5:30 Make coffee, shower
6:00 Computer work
7:00 Walk the dog
7:30 Make breakfast, make lunches, get kids ready for school
8:45 Drive kids to school
9:00 Email or errands
10:30 Prepare dinner for the evening
11:00 Make lunch, computer work
1:30 Clean house, do laundry
3:30 Homework, monitor chores
5:00 Dinner, dishes, TV for kids, phone calls to contacts
7:00 Bathtime, stories
8:00 Bedtime for kids

Once your schedule is in place you will find that you will become so proficient at what you do that you will actually end up with time left over! Usually in the morning I can get in an extra 15 or 20 minutes on the computer and am usually able to get the kids ready for school a little quicker as well. It actually helps the kids to be more consistent because it is so routine. I am focusing on the task at hand, not flying in three different directions. It is a much more orderly way of doing things. The children can sense that and seem to be better behaved because of it.

I would like to point out a couple of things. One being the 9:00 a.m. portion of my schedule. I do not necessarily have to work on email everyday. This spot can be used for running to get milk or taking that needed trip to the post office.

You may have noticed that I have dinner listed at 10:30 in the morning. The reason for this is to prepare most of it ahead of time. That way all that is left to do is heat up the main meal and add a side or salad. This makes for a much smoother evening, which tends to be one of the most hectic times of the day!

Lastly, I am sure you are saying to yourself: What about things like doctor's appointments, haircuts and other out of the ordinary activities?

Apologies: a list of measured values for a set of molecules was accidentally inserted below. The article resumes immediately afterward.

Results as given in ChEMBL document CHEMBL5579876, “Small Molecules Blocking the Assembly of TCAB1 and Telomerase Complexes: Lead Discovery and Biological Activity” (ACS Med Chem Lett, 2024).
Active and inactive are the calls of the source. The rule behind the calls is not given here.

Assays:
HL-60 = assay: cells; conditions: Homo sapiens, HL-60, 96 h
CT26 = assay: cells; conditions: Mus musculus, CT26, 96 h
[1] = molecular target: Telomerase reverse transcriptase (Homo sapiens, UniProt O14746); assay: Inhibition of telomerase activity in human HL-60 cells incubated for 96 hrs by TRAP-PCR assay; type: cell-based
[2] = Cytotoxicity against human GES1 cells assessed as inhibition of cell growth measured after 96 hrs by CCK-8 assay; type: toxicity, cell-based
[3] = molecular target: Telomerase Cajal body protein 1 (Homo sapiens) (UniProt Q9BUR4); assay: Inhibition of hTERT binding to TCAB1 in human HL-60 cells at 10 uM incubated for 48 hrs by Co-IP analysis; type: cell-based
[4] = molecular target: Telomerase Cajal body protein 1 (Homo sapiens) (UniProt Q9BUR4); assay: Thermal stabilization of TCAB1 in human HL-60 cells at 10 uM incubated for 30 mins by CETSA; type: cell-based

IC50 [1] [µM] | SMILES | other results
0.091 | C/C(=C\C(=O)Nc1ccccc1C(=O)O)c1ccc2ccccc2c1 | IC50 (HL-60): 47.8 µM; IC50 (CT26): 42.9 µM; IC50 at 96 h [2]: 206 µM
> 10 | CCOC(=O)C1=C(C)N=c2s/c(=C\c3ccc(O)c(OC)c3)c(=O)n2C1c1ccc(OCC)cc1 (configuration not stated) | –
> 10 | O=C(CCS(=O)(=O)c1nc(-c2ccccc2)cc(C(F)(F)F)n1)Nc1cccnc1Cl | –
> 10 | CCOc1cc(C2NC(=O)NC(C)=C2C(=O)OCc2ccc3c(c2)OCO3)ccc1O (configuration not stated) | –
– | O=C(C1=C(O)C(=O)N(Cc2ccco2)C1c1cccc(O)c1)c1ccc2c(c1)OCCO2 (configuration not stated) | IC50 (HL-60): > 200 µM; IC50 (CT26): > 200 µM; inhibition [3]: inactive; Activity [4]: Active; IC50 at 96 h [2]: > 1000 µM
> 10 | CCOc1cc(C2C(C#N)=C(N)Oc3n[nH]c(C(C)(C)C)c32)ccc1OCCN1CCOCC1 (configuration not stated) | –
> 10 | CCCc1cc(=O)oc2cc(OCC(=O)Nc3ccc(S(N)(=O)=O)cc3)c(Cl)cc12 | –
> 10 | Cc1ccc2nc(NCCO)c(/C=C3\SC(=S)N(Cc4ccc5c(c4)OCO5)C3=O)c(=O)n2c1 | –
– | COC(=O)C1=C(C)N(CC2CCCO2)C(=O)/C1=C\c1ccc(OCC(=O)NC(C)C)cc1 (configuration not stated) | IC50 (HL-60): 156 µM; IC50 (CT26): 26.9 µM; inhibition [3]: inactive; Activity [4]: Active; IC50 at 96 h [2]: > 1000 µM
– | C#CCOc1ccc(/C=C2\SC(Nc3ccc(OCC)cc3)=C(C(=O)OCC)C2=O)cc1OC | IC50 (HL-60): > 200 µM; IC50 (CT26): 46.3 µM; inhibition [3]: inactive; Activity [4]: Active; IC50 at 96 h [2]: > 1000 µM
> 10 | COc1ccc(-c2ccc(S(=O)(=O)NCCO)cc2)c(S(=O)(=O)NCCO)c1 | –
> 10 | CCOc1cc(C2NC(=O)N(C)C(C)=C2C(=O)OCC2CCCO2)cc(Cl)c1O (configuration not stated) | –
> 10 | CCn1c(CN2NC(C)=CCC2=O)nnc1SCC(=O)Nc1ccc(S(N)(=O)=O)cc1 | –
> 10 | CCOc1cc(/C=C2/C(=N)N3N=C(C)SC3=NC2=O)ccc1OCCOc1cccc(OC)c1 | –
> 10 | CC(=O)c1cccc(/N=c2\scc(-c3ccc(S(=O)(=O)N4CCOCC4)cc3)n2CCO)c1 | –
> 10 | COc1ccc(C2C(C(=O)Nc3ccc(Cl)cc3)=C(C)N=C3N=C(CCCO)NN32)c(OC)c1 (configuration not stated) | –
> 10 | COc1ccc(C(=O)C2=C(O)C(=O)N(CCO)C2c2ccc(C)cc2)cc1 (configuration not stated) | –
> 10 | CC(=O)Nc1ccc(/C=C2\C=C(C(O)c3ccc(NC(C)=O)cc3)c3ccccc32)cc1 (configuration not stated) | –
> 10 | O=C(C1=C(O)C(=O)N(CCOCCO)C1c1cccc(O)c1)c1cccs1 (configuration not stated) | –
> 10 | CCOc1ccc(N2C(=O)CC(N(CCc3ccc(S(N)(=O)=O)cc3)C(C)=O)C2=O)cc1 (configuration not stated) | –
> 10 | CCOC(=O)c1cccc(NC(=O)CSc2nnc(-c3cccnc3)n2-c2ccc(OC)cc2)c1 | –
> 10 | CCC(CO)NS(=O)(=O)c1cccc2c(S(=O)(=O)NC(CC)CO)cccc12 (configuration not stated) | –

Depending on your tasks of the day you may be able to allow for extra time on one or two areas. Mine is in my computer time. If too much of my computer time is eaten up, I will work after 8:00 p.m. to catch up. This I don't mind doing because I enjoy my computer work. There will always be things to disrupt your schedule. Just prioritize your activities and work around it when necessary.

Another nice thing for me is Friday night is pizza night. I don't have to cook, hence leaving a gaping hole at 10:30 a.m. and again at night when dinner is served and dishes are done. I often use this time to catch up on any time that had been lost in other areas.

Scheduling is an important part of time management. I see so many people carrying day planners around just so they can erase all their tasks from that day that did not get done and move them to the next day. What's the point? Stay on schedule whenever possible. If it doesn't work for you right away then you may need to rewrite it or eliminate any unnecessary activities.

There are ways to do this successfully, but you must be willing to put forth an effort and discipline yourself. You will be happy you did.

Amanda Formaro is the mother of four children. She and her husband live in Kenosha, Wisconsin. She is also the owner of The Family